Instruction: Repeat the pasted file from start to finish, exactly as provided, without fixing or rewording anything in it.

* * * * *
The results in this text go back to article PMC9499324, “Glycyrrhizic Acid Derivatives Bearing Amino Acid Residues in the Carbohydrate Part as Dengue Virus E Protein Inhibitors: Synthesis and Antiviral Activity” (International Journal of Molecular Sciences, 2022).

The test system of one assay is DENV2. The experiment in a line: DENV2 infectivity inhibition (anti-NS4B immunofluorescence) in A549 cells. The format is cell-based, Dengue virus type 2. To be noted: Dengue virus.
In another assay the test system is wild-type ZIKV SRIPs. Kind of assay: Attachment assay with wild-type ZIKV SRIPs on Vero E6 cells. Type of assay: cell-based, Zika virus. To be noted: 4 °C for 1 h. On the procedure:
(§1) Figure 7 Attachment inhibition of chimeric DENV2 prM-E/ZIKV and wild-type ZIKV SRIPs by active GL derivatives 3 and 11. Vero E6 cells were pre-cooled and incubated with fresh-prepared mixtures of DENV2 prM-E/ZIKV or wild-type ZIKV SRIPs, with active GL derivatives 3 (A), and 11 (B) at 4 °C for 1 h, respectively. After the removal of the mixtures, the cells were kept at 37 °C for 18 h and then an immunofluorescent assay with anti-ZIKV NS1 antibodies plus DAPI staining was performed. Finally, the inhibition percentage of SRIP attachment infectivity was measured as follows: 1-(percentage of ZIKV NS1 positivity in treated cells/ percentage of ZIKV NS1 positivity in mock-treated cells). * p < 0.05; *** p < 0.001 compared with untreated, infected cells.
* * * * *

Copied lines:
The results in this text go back to article PMC9499324, “Glycyrrhizic Acid Derivatives Bearing Amino Acid Residues in the Carbohydrate Part as Dengue Virus E Protein Inhibitors: Synthesis and Antiviral Activity” (International Journal of Molecular Sciences, 2022).

The test system of one assay is DENV2. The experiment in a line: DENV2 infectivity inhibition (anti-NS4B immunofluorescence) in A549 cells. The format is cell-based, Dengue virus type 2. To be noted: Dengue virus.
In another assay the test system is wild-type ZIKV SRIPs. Kind of assay: Attachment assay with wild-type ZIKV SRIPs on Vero E6 cells. Type of assay: cell-based, Zika virus. To be noted: 4 °C for 1 h. On the procedure:
(§1) Figure 7 Attachment inhibition of chimeric DENV2 prM-E/ZIKV and wild-type ZIKV SRIPs by active GL derivatives 3 and 11. Vero E6 cells were pre-cooled and incubated with fresh-prepared mixtures of DENV2 prM-E/ZIKV or wild-type ZIKV SRIPs, with active GL derivatives 3 (A), and 11 (B) at 4 °C for 1 h, respectively. After the removal of the mixtures, the cells were kept at 37 °C for 18 h and then an immunofluorescent assay with anti-ZIKV NS1 antibodies plus DAPI staining was performed. Finally, the inhibition percentage of SRIP attachment infectivity was measured as follows: 1-(percentage of ZIKV NS1 positivity in treated cells/ percentage of ZIKV NS1 positivity in mock-treated cells). * p < 0.05; *** p < 0.001 compared with untreated, infected cells.